Following rotation of the lance into a substantially vertical position, the water pumps are operated to force water through the pipe 66 and along the lance 60 to jet out of the openings 63 and the end opening 64. Any surrounding seabed material is therefore fluidised.

The pinions 71 of the drive carriage 61 are then rotated to gradually force the lance 60 into the seabed and its passage is enabled by the fluidising process. Again, alternatively pinch rollers or hydraulic actuators could be used to achieve this.

Once the lance has reached the required depth (3 metres in this example) it is locked into position and the hook 67 is attached to the cable 9. The hook is then released from the attachment member 68 and the lance is withdrawn. When the ROV has been moved to a safe distance, the cable is then lifted using the lifting line 19′ to the surface of the seabed.

It may be difficult to correctly position the ROV above the cable 9. However, because the lance is substantially rigid, lateral movement of the lance 60 within the seabed can be achieved by physically moving the ROV. This can be achieved using the conventional thruster systems of the ROV allowing a lateral search to be made for the cable 9. The provision of the openings 63 along the length of the lance 60 ensures that the material surrounding the part of it within the seabed is fluidised.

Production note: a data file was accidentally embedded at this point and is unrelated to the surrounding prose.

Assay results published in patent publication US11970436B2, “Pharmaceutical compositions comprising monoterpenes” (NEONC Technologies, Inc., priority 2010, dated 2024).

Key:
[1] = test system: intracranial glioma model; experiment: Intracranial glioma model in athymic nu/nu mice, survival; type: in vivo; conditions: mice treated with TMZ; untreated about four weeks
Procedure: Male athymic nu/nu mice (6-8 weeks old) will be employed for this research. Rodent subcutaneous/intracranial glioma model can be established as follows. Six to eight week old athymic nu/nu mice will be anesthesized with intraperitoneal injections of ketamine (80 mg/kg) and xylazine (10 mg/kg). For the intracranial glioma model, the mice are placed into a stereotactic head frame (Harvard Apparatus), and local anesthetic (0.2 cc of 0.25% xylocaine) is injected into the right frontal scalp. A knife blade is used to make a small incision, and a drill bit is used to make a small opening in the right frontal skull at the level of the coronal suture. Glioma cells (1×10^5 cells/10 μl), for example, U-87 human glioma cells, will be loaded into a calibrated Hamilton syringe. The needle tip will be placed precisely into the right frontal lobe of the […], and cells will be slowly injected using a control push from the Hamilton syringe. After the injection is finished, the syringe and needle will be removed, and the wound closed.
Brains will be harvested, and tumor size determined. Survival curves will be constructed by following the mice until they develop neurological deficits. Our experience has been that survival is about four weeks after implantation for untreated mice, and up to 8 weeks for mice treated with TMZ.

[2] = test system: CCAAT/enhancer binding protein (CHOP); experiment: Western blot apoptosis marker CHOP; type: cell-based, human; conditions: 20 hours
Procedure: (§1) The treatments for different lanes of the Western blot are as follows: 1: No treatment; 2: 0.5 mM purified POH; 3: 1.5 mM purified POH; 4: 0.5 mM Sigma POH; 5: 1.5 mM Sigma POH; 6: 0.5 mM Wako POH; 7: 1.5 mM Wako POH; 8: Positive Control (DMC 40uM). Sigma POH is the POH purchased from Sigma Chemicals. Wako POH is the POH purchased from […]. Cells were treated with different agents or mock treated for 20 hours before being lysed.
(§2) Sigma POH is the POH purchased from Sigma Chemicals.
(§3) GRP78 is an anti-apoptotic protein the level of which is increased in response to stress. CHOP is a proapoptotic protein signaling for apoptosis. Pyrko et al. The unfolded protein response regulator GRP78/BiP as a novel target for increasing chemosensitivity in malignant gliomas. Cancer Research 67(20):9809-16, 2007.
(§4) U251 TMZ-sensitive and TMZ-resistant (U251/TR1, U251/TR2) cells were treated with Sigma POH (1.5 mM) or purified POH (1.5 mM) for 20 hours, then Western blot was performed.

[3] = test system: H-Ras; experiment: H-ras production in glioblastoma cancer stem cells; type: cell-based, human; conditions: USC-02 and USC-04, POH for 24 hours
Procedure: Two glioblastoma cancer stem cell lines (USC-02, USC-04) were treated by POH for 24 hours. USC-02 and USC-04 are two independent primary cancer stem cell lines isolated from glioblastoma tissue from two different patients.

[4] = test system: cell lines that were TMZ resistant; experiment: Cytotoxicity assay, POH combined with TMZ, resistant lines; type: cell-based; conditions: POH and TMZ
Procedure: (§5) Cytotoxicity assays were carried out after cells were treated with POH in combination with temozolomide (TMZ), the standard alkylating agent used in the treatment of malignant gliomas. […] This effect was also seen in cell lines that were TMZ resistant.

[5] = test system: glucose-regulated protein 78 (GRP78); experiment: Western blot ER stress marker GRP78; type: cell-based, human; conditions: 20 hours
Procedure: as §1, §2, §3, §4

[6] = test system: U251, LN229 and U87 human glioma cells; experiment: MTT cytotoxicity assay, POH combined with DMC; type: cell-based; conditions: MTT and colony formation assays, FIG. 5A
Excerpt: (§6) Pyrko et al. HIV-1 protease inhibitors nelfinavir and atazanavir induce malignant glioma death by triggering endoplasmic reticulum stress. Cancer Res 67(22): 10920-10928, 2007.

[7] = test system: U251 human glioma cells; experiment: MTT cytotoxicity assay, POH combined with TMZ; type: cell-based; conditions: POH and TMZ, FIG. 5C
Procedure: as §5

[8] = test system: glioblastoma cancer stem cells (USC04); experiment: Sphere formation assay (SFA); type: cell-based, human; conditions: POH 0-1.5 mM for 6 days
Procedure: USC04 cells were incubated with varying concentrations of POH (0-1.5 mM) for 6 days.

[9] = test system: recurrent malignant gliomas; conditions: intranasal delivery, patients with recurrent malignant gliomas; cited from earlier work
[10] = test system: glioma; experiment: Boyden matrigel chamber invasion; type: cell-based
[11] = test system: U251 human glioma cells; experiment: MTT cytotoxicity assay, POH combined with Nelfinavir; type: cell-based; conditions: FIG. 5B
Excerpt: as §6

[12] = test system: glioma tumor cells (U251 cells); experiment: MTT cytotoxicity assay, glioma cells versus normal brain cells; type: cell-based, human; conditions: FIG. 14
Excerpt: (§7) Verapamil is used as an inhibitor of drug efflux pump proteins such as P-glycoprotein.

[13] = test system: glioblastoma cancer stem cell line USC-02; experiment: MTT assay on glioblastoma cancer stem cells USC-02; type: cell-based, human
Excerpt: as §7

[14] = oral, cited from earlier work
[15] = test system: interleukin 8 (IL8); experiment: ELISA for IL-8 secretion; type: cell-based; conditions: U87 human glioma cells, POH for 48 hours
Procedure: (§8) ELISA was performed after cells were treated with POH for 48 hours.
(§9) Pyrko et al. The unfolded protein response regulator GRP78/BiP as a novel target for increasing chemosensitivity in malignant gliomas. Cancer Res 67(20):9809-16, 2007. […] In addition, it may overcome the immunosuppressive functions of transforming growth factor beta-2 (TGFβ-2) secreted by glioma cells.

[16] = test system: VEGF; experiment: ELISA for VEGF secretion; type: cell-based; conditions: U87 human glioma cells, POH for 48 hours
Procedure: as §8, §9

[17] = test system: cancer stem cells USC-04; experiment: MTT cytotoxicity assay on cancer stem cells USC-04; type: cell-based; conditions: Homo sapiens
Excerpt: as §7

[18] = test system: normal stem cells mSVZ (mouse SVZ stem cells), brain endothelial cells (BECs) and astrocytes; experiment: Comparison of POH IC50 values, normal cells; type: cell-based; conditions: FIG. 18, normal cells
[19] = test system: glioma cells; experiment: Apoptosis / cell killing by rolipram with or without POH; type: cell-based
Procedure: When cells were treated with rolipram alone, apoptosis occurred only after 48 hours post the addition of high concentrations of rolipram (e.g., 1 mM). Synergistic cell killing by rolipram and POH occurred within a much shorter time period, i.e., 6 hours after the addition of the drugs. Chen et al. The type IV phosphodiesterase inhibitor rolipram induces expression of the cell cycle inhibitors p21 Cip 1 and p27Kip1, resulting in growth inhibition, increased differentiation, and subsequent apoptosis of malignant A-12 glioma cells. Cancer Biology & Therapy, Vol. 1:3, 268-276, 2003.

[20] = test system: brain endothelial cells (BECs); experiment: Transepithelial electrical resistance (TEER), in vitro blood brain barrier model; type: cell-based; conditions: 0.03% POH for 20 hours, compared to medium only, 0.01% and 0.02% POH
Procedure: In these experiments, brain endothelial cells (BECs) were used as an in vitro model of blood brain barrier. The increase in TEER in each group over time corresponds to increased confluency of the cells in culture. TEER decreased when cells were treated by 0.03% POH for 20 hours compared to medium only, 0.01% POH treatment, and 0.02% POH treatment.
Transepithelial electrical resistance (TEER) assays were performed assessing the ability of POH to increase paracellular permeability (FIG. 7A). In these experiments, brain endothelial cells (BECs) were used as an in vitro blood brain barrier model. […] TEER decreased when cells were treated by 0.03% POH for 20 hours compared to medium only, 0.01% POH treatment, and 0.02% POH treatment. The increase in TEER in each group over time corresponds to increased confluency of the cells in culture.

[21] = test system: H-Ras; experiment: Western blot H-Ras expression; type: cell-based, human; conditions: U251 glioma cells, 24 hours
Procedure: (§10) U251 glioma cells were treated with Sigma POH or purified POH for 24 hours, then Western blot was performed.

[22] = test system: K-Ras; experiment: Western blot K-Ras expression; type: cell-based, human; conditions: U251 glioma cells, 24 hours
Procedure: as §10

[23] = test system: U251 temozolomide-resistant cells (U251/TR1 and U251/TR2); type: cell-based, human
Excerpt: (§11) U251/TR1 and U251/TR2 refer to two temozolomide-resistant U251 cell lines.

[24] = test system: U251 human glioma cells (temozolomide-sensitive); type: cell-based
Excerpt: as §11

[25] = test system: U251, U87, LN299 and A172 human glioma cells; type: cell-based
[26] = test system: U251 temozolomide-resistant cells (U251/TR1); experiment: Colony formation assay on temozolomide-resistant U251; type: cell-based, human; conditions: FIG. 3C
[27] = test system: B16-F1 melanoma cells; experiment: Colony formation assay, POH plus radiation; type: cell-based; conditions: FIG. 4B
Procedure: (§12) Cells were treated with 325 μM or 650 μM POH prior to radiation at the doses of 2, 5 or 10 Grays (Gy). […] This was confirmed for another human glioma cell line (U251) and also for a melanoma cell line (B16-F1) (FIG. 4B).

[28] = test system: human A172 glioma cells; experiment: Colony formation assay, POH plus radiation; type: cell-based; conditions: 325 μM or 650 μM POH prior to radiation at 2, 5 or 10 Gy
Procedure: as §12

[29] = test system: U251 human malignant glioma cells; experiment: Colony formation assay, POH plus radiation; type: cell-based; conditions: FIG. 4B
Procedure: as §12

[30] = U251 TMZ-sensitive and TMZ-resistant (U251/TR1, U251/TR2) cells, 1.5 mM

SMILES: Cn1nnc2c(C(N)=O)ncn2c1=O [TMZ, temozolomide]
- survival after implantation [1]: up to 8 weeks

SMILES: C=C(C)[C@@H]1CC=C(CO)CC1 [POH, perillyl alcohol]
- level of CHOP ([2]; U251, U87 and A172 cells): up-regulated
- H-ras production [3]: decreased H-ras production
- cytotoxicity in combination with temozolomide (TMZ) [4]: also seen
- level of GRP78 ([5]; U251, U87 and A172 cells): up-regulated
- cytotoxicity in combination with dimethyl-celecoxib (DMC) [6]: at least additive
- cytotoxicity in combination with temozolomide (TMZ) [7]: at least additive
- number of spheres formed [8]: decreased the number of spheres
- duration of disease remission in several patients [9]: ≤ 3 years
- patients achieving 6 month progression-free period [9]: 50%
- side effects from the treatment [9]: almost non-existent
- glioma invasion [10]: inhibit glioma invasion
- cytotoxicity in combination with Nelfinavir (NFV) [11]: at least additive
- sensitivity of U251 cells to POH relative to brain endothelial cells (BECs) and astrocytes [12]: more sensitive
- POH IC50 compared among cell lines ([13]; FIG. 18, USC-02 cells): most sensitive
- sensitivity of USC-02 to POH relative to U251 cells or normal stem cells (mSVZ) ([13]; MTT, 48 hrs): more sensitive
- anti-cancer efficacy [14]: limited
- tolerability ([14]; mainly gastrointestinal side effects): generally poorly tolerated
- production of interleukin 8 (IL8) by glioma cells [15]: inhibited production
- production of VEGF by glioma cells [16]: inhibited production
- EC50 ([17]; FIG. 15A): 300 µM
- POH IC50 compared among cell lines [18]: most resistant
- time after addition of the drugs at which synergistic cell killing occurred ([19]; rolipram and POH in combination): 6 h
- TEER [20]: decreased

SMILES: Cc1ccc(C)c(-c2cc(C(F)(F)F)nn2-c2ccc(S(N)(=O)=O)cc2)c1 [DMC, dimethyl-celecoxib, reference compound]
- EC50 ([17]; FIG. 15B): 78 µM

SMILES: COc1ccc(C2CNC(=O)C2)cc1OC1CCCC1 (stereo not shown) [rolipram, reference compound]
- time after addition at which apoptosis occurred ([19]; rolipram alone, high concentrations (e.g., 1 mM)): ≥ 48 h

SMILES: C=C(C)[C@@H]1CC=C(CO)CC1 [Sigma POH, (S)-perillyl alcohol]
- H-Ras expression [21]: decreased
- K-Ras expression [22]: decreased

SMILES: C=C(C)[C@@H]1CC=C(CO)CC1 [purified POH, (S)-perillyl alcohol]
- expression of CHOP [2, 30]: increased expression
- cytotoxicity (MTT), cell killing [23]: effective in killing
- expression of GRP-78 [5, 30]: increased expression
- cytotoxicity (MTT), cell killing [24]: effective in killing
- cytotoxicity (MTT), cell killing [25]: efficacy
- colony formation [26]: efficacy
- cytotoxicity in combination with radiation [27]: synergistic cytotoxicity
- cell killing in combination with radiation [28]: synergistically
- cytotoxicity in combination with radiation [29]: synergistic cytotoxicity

For accurate final positioning of the hook 67, in addition to the provision of a magnetometer adjacent the lance end 64, the attachment member 68 may be arranged to be moveable for example around and along the lance. The cable 9 may therefore be hooked by the combined movements of the attachment member 68 and the drive mechanism 61.

FIGS. 9 to 11 illustrate an alternative example of a lance 80. This may be used in a similar manner to the lance 60 of the third example described above, with a similar drive mechanism and attachment member. In this particular example, a magnetometer is not fitted to the lance 80, although a magnetometer is provided by a separate attachment to the ROV.